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Metareview - Ninety-Nine Nights

Alan Rose

Born of a union between Kingdom Under Fire developer Phantagram and Tetsuya Mizuguchi's Q Entertainment, Ninety-Nine Nights promised to combine the grand scale of Dynasty Warriors with dramatic storytelling and strategic gameplay. Despite its impressive pedigree, however, N3 appears to have delivered only an average button mash experience with a next-gen coat of paint. Perhaps the game's lofty ambitions will be better served in a sequel.
  • TeamXbox (67/100) enjoyed the battle effects and character animations, but it didn't hold the reviewer's attention: "Once the 'wow' factor wears off (the number of enemies per frame is crazy at times), Ninety-Nine Nights starts to get pretty was more of the same, over and over again. It feels like more could have been done without losing the button mashing appeal."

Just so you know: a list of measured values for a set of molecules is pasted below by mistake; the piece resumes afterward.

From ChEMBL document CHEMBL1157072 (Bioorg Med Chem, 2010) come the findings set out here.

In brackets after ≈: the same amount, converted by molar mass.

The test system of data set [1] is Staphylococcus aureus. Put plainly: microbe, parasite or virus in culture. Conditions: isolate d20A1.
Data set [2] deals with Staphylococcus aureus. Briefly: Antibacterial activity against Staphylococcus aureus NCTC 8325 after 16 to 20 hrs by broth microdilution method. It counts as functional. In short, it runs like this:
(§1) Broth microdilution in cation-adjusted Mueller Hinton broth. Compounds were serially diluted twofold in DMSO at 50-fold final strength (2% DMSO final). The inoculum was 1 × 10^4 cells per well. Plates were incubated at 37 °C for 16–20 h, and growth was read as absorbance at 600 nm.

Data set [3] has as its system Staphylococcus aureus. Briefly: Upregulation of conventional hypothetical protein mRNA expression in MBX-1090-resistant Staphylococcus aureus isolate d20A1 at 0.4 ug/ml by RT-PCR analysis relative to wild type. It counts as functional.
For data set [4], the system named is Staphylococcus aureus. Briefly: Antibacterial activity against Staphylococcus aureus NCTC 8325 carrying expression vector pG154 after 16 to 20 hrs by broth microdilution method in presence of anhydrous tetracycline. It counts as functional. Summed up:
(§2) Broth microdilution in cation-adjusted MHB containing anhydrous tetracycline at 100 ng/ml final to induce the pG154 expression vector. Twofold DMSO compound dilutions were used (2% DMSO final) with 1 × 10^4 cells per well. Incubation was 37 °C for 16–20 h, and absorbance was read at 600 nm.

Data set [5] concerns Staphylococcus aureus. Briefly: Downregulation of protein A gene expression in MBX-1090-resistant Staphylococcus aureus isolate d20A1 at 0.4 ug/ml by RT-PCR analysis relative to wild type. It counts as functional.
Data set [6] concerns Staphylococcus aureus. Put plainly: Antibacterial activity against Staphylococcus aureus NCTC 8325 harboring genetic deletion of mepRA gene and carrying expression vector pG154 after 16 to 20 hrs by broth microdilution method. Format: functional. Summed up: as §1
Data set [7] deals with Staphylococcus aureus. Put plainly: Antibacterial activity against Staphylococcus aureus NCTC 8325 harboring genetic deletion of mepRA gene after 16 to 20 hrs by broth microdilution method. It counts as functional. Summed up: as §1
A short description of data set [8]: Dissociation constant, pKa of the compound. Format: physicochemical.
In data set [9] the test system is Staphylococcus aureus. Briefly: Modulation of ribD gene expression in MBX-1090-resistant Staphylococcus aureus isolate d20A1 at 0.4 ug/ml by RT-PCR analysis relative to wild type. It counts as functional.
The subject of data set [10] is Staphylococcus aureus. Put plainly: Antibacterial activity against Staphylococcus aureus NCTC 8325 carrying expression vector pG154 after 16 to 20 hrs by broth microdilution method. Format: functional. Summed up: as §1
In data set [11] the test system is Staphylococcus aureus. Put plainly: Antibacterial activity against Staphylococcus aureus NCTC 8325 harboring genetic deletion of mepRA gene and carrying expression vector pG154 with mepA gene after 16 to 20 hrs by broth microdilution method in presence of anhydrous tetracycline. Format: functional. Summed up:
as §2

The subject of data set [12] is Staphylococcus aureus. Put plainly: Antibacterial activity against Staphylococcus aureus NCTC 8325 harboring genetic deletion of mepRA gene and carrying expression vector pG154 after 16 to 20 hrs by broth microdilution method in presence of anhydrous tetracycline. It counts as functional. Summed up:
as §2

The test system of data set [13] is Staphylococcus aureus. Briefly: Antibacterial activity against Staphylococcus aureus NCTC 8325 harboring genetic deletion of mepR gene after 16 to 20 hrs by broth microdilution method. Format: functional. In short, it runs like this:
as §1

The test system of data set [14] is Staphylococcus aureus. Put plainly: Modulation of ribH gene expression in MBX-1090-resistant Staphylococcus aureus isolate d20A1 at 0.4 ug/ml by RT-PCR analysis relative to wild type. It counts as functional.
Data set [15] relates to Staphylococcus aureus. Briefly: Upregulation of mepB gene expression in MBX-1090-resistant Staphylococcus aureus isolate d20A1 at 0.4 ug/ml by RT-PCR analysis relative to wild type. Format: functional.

• GameSpot (59/100) feels the mindless action orientation only wears thinner as N3 progresses: "None of the seven playable characters have particularly compelling stories to tell, and the game's annoying English voice acting doesn't do a good job of conveying what little story there is."
  • IGN (56/100) notes a critical flaw in one of the game's only redeeming features: "N3 has a tendency to skip straight to a cutscene once you complete an objective, even if you just killed a rather large enemy that dropped something you might want. Too bad for you. If you didn't scoop it up in the half of a second you had after defeating the enemy, then you're out of luck."

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